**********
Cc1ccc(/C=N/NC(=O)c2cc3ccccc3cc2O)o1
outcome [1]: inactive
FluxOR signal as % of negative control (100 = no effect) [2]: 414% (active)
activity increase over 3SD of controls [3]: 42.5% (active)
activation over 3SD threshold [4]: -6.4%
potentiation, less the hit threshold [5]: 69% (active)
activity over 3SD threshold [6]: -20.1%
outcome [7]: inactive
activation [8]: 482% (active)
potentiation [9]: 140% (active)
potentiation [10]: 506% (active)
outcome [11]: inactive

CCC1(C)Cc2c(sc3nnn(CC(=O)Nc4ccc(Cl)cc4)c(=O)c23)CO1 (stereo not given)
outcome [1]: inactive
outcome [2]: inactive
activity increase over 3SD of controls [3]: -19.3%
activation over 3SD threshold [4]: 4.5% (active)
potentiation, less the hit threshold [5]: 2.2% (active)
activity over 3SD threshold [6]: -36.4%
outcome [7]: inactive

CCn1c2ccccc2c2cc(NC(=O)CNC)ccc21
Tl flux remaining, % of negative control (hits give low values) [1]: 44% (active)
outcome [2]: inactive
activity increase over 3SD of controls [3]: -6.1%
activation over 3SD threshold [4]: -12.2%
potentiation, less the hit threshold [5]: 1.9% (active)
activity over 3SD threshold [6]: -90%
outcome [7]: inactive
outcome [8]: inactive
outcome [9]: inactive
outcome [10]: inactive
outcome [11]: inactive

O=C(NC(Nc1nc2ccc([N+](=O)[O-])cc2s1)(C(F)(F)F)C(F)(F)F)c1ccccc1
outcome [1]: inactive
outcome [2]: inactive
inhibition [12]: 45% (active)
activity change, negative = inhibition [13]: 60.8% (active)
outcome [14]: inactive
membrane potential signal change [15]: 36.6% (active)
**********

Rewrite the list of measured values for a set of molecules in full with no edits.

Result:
Cc1ccc(/C=N/NC(=O)c2cc3ccccc3cc2O)o1
outcome [1]: inactive
FluxOR signal as % of negative control (100 = no effect) [2]: 414% (active)
activity increase over 3SD of controls [3]: 42.5% (active)
activation over 3SD threshold [4]: -6.4%
potentiation, less the hit threshold [5]: 69% (active)
activity over 3SD threshold [6]: -20.1%
outcome [7]: inactive
activation [8]: 482% (active)
potentiation [9]: 140% (active)
potentiation [10]: 506% (active)
outcome [11]: inactive

CCC1(C)Cc2c(sc3nnn(CC(=O)Nc4ccc(Cl)cc4)c(=O)c23)CO1 (stereo not given)
outcome [1]: inactive
outcome [2]: inactive
activity increase over 3SD of controls [3]: -19.3%
activation over 3SD threshold [4]: 4.5% (active)
potentiation, less the hit threshold [5]: 2.2% (active)
activity over 3SD threshold [6]: -36.4%
outcome [7]: inactive

CCn1c2ccccc2c2cc(NC(=O)CNC)ccc21
Tl flux remaining, % of negative control (hits give low values) [1]: 44% (active)
outcome [2]: inactive
activity increase over 3SD of controls [3]: -6.1%
activation over 3SD threshold [4]: -12.2%
potentiation, less the hit threshold [5]: 1.9% (active)
activity over 3SD threshold [6]: -90%
outcome [7]: inactive
outcome [8]: inactive
outcome [9]: inactive
outcome [10]: inactive
outcome [11]: inactive

O=C(NC(Nc1nc2ccc([N+](=O)[O-])cc2s1)(C(F)(F)F)C(F)(F)F)c1ccccc1
outcome [1]: inactive
outcome [2]: inactive
inhibition [12]: 45% (active)
activity change, negative = inhibition [13]: 60.8% (active)
outcome [14]: inactive
membrane potential signal change [15]: 36.6% (active)